New types of encryption software are being developed that aim to address the vulnerabilities associated with traditional forms of encryption such as Public Key Encryption. At issue with traditional methods are traceability of authorship through the use of digital signatures (no true anonymity) and the decryption of messages and files that may be stored by third parties by either breaking the encryption or by legal means requiring the handing over of encryption keys (no true privacy).
The most recent cryptographic software includes:
- ChatSecure – phone app, for both iPhone and Android that enables secure chat through OTR encryption. It can be used with multiple accounts such as Facebook Chat, Google Talk, Google Hangouts, and Jabber [EFF01]. Used with the Orbot plugin it can go around most firewalls, network restrictions and blacklists [GPR01]. The app also supports the use of TOR so that users can also hide their network activity [GPR01].
- Open Whispers Systems – an Open Source community of contributors that work on a variety of free privacy software tools [OWH01] including:
– TextSecure – an encrypted mobile instant messaging app for Android phones that provides ‘forward secrecy’ of communications with others using the same app. It can send and receive both encrypted and unencrypted text (SMS) and media (MMS) messages, and attachments files. Messaging is compatible with Signal, the IOS version of TextSecure [TSR01].
– Signal – an encrypted mobile instant messaging and voice calls app for IOS phones that provides ‘forward secrecy’ of communications with others using the same app [SIL01]. Messaging is compatible with TextSecure, the Android version.
– Red Phone – an encrypted voice calling app for Android phones that uses Wi-Fi or data rather than mobile voice plans [RPH01].
- Silent Circle – is a private company that offers encryption tools similar to Open Whisper. They use the same voice encryption protocol however users are charged a subscription fee. They also specialise in ‘enterprise solutions’ for organisations [SCR01]. Software includes:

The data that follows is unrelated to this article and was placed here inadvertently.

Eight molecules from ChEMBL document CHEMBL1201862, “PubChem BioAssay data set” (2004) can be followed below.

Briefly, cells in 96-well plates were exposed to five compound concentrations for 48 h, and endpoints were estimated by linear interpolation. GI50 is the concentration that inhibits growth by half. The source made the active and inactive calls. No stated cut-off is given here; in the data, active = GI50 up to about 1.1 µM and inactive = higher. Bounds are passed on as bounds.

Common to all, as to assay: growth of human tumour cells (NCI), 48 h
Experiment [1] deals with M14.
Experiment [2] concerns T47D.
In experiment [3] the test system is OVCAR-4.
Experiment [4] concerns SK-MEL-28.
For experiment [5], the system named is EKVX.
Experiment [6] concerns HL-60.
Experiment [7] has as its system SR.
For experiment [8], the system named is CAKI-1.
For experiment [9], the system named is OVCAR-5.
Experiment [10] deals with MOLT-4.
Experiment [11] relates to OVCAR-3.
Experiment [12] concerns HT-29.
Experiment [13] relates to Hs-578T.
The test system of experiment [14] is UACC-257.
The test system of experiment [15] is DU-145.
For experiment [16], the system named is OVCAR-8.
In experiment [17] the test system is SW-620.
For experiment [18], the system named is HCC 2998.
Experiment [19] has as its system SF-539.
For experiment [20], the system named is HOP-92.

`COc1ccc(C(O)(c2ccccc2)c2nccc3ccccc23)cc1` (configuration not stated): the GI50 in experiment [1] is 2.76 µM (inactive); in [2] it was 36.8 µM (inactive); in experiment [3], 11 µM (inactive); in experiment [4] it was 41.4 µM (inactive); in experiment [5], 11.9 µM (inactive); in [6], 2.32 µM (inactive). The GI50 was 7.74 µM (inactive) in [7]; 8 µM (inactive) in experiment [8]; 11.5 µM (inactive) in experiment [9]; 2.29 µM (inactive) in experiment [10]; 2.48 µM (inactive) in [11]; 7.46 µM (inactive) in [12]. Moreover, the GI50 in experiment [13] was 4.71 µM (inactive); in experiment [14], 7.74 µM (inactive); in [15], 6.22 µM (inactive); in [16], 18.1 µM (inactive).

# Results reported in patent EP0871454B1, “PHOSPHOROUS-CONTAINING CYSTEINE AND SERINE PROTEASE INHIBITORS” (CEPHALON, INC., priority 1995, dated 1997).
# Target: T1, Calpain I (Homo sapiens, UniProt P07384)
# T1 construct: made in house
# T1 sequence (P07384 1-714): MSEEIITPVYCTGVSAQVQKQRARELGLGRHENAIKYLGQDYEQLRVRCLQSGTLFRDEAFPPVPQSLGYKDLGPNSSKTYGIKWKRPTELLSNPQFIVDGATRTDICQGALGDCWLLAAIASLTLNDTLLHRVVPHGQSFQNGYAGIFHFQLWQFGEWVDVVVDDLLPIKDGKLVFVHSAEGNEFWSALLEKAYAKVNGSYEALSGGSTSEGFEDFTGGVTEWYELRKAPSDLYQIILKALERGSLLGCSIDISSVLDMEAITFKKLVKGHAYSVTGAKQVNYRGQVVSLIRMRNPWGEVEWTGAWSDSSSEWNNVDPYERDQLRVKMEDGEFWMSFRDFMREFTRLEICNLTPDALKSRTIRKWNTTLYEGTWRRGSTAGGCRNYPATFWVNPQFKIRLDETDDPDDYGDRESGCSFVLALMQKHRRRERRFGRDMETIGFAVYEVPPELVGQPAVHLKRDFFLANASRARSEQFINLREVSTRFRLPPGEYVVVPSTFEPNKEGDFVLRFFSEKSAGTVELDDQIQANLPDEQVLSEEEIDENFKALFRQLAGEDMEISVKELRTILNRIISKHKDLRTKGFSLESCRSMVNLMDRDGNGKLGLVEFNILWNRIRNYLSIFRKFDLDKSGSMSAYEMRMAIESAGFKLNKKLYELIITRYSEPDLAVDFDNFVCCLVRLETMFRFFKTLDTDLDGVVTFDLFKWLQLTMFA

– Silent Phone – encrypted voice and video calls on mobile devices for iOS and Android. The app can be used with Wi-Fi, EDGE, 3G or 4G cellular anywhere in the world.
– Silent Text – encrypted text messaging for iOS and Android with ‘burn functionality’ feature that destroys selected messages.
– Silent Contacts – encrypted address book for mobile phones.
– Blackphone – is an Android adapted phone using PrivatOS that focuses on enhancing privacy and security. It has a subscription-based service that enables users to make both encrypted and unencrypted voice calls. It also includes encrypted chat, browsing, file sharing, texting and conference calls.
- Pond – a forward secure, asynchronous messaging system that aims to address the drawback of PGP asynchronous messaging [PND01]. Pond message expire automatically a week after they are received. However, the author of the software stresses that people would use it at their own risk as the code has not been reviewed. It relies upon email gateway servers that accept messages while the user is offline [PND02]. Users choose a server, e.g. [PND03] or create their own. It uses an overlay network that connects to intermediary nodes to hide, which servers people may be accessing to receive messages. Users exchange either PGP or OTR keys with the Pond server, e.g. [PND03]. Again, the author of the software warns that the code is incomplete [PND02].
Forward secrecy – ensures that every new connection uses unique and ephemeral key information, this ensures that if long-term keys (e.g. PGP/GPG) are compromised that the content of messages cannot be decrypted [EFF02].
- Privacy – enables private digital communications so that messages cannot be read by third parties. The difference between plaintext and ciphertext has been compared to the postcard and the letter, where plaintext is more like a postcard that anyone can read and ciphertext is akin to placing a message in a sealed envelope. This has been called the ‘analog gap’ [MPE02].
- Decryption – forward secrecy does not defend against a successful cryptanalysis of the underlying ciphers being used. This is because it is a method for decrypting an encrypted message without the key, whereas forward secrecy only protects keys, not the cipher algorithms used to perform encryption [ZUR01].
Layer of interaction:
Privacy and security of business and personal digital communication has received increased interest since the Snowden revelations of June 2013. In addition, the vulnerabilities associated with Public Key Encryption have been a catalyst for developers to provide more secure encryption to users.
Electronic Frontier Foundation (EFF)
Guardian Project (GPR)
Open Whispers (OWH)
Red Phone (RPH)
Schneier on Security (SCH)
Silent Circle (SCR)
Soghoian, Christopher (SOG)
Tony Arcieri (TAR)
W3C, Web Cryptography API (W3C)